Background The internet ensures rapid access to information that nurses can use to inform clinical practice. In the western world, guidelines, protocols and pathways are all readily available and driven by the promotion of evidence based practice. In the developing world where internet access is at best patchy and access to journals poor, nurses are limited in what information they can obtain. Aims To explore what registered nurses perceived to be the best evidence to use to underpin clinical practice in the UK and Sub Saharan Africa. Method 30 registered nurses from two groups, one in the UK (17) and Uganda (13), undertaking a research methods module as part of their degree in health studies /palliative care, individually ranked the statements of the hierarchy of evidence in order of strength. All respondents were based in clinical practice and had been registered nurses for between 3 and 32 years. Data was collected on the commencement of the modules, in 2011. Results Only one student (from Uganda) got all elements of the hierarchy of evidence correct. 29% (5) of the UK and 33% (5) of the Ugandan students correctly scored the highest level of evidence. Yet, 88% (15) UK and 38% (5) Ugandan, scored level 5 (opinions from respected authorities as the highest level of evidence. Conclusion In both countries it appears that the opinion from respected authorities is influencing clinical practice generally and also within palliative care. This poster discusses all of the results and suggestions are made for the findings. However it is essential that researchers are cognisant of this fact when considering the dissemination of research findings.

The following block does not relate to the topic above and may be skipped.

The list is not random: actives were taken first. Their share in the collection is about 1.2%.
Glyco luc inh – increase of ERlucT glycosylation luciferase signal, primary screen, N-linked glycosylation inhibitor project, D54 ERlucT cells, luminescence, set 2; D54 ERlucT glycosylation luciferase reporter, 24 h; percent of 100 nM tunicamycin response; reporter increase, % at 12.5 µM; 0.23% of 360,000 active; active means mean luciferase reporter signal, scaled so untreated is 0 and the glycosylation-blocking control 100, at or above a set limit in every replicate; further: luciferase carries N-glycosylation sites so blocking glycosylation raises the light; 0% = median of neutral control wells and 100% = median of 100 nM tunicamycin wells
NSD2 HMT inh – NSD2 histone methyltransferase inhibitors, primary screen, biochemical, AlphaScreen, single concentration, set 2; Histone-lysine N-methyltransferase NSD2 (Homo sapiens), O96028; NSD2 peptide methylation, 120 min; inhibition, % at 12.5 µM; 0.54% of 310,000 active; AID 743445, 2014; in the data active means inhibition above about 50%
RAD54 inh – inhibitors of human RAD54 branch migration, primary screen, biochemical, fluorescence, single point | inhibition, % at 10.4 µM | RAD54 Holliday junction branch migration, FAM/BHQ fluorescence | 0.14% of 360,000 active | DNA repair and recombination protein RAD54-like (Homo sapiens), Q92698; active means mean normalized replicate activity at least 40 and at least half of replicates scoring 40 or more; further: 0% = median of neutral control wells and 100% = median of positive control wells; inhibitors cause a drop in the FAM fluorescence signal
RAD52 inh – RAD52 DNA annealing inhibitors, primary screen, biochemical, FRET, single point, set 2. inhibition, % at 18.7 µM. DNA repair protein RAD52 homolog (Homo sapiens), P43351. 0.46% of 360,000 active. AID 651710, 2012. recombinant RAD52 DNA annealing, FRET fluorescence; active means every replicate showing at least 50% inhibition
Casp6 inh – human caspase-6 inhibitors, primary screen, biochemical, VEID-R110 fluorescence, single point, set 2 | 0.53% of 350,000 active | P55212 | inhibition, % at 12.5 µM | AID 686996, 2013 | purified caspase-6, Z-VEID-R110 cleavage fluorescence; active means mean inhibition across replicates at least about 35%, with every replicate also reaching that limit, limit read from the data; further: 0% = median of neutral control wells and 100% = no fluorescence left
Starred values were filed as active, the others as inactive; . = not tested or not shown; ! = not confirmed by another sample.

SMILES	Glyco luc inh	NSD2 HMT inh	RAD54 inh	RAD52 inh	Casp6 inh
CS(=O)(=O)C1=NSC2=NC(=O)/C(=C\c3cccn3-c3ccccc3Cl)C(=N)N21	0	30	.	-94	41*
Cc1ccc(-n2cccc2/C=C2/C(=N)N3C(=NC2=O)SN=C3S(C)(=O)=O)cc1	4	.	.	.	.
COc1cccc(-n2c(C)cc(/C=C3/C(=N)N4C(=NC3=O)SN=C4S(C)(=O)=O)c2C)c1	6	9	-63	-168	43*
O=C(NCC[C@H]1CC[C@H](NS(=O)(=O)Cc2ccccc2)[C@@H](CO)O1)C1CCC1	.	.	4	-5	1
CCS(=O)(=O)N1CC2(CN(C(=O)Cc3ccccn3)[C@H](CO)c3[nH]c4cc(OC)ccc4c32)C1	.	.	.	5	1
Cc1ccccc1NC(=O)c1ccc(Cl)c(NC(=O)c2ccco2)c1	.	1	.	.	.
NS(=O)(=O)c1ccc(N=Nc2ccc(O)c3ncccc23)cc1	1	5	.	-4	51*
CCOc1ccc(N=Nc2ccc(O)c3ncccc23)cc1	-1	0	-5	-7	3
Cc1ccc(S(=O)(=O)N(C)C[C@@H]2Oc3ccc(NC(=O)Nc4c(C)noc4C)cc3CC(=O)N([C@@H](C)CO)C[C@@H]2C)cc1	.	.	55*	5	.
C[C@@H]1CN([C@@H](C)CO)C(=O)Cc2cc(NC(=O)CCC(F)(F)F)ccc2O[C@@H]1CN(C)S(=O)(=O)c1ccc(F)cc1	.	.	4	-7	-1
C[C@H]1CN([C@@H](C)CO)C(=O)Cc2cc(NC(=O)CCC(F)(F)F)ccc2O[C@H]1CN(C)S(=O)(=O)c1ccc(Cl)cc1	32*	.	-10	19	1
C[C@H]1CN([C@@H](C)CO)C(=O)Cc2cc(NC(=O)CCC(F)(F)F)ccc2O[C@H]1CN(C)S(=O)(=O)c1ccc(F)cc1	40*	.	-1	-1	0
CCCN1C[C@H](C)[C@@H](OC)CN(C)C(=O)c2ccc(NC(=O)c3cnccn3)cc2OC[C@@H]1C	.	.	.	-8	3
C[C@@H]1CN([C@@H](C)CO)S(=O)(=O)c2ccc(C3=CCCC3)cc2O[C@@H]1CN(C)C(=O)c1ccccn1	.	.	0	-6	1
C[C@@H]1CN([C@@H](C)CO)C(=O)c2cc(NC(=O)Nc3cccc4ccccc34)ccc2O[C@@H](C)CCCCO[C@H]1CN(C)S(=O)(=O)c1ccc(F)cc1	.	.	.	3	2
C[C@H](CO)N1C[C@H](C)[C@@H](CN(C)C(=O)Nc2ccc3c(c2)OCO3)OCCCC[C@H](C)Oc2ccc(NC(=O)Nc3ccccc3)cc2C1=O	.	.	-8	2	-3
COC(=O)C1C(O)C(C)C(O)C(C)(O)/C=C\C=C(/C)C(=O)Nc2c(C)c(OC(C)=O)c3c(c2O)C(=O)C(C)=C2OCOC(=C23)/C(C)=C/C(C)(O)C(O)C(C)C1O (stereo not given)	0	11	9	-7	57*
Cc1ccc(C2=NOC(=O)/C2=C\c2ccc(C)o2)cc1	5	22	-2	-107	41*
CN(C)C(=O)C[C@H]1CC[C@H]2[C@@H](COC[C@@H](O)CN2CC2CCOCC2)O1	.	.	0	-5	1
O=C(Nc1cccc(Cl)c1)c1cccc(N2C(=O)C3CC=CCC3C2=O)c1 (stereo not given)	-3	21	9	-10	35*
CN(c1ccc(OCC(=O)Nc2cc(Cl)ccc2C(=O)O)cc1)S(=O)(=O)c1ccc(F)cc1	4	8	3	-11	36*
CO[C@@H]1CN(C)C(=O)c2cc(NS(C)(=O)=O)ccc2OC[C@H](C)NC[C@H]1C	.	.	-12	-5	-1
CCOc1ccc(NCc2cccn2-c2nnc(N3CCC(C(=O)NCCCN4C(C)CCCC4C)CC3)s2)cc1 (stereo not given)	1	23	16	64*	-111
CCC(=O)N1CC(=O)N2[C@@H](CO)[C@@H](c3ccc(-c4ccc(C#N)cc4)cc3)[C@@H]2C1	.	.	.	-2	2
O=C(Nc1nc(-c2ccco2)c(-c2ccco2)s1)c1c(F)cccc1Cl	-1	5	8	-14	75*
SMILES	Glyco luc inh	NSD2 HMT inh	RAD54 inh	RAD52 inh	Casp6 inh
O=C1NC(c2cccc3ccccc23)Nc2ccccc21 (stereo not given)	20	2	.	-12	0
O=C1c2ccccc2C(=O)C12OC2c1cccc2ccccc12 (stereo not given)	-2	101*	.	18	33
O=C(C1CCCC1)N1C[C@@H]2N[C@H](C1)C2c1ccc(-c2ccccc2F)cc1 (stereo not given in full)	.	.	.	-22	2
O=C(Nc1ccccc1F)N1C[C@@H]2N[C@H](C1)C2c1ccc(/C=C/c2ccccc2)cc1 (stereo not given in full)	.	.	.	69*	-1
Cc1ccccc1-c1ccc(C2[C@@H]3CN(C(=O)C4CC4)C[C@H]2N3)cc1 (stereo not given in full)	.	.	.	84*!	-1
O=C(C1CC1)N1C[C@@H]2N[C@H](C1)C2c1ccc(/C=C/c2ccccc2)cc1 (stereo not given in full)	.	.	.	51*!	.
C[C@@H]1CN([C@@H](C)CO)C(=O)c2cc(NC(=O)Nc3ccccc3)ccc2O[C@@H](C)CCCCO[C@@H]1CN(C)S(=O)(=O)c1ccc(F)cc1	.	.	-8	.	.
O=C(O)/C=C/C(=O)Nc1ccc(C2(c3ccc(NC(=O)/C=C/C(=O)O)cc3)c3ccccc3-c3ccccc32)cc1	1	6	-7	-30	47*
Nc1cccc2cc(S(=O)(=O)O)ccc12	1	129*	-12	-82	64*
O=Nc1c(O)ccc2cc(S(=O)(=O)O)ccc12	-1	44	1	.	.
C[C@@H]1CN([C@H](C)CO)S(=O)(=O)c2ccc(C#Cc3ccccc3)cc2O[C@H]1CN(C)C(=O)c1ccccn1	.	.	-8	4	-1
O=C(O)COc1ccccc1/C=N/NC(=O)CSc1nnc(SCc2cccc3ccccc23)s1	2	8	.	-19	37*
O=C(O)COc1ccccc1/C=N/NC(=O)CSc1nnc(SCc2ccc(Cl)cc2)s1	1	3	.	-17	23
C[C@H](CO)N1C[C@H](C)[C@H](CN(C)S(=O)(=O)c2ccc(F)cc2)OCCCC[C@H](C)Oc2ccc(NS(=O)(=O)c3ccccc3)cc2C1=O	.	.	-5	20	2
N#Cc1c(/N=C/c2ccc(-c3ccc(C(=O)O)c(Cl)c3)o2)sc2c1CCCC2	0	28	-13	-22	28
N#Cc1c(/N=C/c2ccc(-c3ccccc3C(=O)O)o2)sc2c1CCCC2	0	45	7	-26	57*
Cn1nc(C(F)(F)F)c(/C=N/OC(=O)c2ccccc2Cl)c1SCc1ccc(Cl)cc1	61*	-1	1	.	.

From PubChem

|Published - 2012
|9th Palliative Care Congress - The Sage, Gateshead, United Kingdom
Duration: 14 Mar 2012 → 16 Mar 2012
|9th Palliative Care Congress
|14/03/12 → 16/03/12